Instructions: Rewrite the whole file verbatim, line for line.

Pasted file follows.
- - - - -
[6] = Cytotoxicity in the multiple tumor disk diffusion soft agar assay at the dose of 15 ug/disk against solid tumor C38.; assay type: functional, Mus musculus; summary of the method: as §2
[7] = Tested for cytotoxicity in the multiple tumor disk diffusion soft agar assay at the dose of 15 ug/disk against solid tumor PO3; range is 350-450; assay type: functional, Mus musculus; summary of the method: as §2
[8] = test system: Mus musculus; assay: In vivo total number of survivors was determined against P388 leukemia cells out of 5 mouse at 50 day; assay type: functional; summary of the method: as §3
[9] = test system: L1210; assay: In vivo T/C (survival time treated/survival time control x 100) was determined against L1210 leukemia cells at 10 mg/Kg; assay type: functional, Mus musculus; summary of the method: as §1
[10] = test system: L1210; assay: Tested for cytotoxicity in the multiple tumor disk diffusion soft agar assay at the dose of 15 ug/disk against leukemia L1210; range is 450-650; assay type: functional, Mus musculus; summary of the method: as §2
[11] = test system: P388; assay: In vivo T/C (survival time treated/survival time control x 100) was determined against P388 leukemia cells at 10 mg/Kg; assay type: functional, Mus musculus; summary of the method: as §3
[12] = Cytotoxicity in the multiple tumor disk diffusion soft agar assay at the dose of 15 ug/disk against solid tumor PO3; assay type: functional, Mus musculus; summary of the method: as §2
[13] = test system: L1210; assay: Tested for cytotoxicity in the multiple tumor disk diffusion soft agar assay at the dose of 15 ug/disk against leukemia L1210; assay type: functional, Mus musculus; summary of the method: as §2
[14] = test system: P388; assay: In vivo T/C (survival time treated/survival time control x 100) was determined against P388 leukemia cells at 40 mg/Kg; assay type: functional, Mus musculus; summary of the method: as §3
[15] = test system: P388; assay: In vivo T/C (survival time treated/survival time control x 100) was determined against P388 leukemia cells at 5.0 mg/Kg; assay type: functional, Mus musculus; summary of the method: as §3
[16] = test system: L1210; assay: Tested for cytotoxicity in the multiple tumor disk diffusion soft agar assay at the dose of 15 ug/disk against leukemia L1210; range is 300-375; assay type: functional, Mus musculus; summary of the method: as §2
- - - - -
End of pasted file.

[6] = Cytotoxicity in the multiple tumor disk diffusion soft agar assay at the dose of 15 ug/disk against solid tumor C38.; assay type: functional, Mus musculus; summary of the method: as §2
[7] = Tested for cytotoxicity in the multiple tumor disk diffusion soft agar assay at the dose of 15 ug/disk against solid tumor PO3; range is 350-450; assay type: functional, Mus musculus; summary of the method: as §2
[8] = test system: Mus musculus; assay: In vivo total number of survivors was determined against P388 leukemia cells out of 5 mouse at 50 day; assay type: functional; summary of the method: as §3
[9] = test system: L1210; assay: In vivo T/C (survival time treated/survival time control x 100) was determined against L1210 leukemia cells at 10 mg/Kg; assay type: functional, Mus musculus; summary of the method: as §1
[10] = test system: L1210; assay: Tested for cytotoxicity in the multiple tumor disk diffusion soft agar assay at the dose of 15 ug/disk against leukemia L1210; range is 450-650; assay type: functional, Mus musculus; summary of the method: as §2
[11] = test system: P388; assay: In vivo T/C (survival time treated/survival time control x 100) was determined against P388 leukemia cells at 10 mg/Kg; assay type: functional, Mus musculus; summary of the method: as §3
[12] = Cytotoxicity in the multiple tumor disk diffusion soft agar assay at the dose of 15 ug/disk against solid tumor PO3; assay type: functional, Mus musculus; summary of the method: as §2
[13] = test system: L1210; assay: Tested for cytotoxicity in the multiple tumor disk diffusion soft agar assay at the dose of 15 ug/disk against leukemia L1210; assay type: functional, Mus musculus; summary of the method: as §2
[14] = test system: P388; assay: In vivo T/C (survival time treated/survival time control x 100) was determined against P388 leukemia cells at 40 mg/Kg; assay type: functional, Mus musculus; summary of the method: as §3
[15] = test system: P388; assay: In vivo T/C (survival time treated/survival time control x 100) was determined against P388 leukemia cells at 5.0 mg/Kg; assay type: functional, Mus musculus; summary of the method: as §3
[16] = test system: L1210; assay: Tested for cytotoxicity in the multiple tumor disk diffusion soft agar assay at the dose of 15 ug/disk against leukemia L1210; range is 300-375; assay type: functional, Mus musculus; summary of the method: as §2